I was born in 1952, and grew up in Minneapolis, Minnesota. From 1970 - 1975 I lived in Moorhead Minnesota, graduating from Moorhead State University with a Bachelor Degree in Studio Arts in 1975.

In the early 1970’s, while discovering my own style as an artist, I was also politically active trying to rectify the information missing from academic texts & classes, and pieces absent from art collections in museums everywhere - of art done by women. This passion was validated by securing some grants that promoted women’s art and history. Then in 1976 I was one of 40 women in Minneapolis, Minnesota who founded W.A.R.M. Gallery (Women Artists Residing in Minnesota) which was a response to the lack of women’s art being shown in local galleries and museums at that time.

From 1975 - 1990 my art consisted of large colored pencil drawings on paper. My drawings were created by filling in ruled horizontal spaces with many lines/layers of color, becoming gradual transformations of one shape/color into different shapes/colors. These images often kept moving across multiple panels of paper becoming quite large, for example: 4' tall and 16' feet long. My drawings have been shown in galleries and museums in Minnesota, New York, Arizona, Texas, and Colorado.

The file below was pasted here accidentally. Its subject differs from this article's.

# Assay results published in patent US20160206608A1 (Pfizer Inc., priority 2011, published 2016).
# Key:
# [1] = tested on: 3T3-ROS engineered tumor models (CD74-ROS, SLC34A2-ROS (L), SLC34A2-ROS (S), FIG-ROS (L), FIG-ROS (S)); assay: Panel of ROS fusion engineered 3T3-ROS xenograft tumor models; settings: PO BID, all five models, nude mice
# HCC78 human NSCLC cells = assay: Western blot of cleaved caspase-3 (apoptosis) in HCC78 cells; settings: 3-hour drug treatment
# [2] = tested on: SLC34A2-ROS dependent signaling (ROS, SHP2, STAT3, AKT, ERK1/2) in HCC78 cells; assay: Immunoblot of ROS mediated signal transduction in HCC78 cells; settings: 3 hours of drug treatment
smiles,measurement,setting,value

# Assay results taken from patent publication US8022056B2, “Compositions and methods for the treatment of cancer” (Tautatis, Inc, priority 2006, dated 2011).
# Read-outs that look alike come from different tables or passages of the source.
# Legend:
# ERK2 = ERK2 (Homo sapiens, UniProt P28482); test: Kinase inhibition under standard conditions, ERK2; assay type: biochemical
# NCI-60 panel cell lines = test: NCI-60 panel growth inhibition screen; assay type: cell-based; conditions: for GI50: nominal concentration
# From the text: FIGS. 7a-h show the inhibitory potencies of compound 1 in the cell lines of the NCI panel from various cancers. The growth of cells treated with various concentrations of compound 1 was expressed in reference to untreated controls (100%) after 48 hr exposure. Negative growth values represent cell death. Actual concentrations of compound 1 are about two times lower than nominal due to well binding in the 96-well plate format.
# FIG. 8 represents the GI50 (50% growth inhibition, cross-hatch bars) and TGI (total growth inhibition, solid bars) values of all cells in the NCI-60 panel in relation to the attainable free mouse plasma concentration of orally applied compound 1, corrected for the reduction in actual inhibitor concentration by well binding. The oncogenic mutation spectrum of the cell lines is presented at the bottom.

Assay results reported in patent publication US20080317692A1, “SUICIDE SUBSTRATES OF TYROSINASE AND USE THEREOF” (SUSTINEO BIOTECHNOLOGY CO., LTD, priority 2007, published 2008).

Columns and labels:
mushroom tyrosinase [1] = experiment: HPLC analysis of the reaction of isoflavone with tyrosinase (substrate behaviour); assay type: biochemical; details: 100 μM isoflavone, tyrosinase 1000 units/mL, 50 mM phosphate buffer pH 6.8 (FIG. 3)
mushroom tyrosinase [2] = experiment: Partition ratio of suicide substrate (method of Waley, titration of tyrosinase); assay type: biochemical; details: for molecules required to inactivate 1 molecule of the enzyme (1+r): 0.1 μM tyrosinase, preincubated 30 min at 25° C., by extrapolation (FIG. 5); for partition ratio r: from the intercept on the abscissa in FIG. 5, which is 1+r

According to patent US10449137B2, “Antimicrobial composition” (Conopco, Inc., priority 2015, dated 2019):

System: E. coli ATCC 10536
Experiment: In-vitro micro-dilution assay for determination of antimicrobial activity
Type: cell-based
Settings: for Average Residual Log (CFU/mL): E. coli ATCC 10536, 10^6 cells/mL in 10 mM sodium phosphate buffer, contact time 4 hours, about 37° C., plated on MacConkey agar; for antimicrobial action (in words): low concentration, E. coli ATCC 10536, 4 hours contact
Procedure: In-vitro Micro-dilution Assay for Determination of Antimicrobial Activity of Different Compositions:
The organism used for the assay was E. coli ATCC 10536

Around 1990 I set aside my pencils and began accumulating barbed wire and animal bones. I felt compelled to amass these things, although at that time, I was unsure exactly what would I create with them.

In years 1993 & 1995, I gave birth to healthy children. The needs of my children left me little time/energy for studio art so I turned my creative skills primarily towards the art of cooking - colorful organic foods were my palette. During this "Time of No Art” I also studied Tai Chi and Ikebana. Tai Chi teaches how to deflect negative energy. Ikebana teaches that way of design where "less is more", learning to see and eliminate clutter so unique beauty/essence can be revealed, and satisfying compositions are created without any superfluous lines or objects.

For the last couple of years I have been making barbed wire sculptures. This current group of sculptures are all part of a series I call "Western Lines". Even though barbed wire is an industrial product, my sculptures have organic shapes and just like the lines in my color pencil drawings, the wire compositions are based on many lines reacting to the first line.

Please see CV and Exhibition Record for specific academic, employment and exhibition details.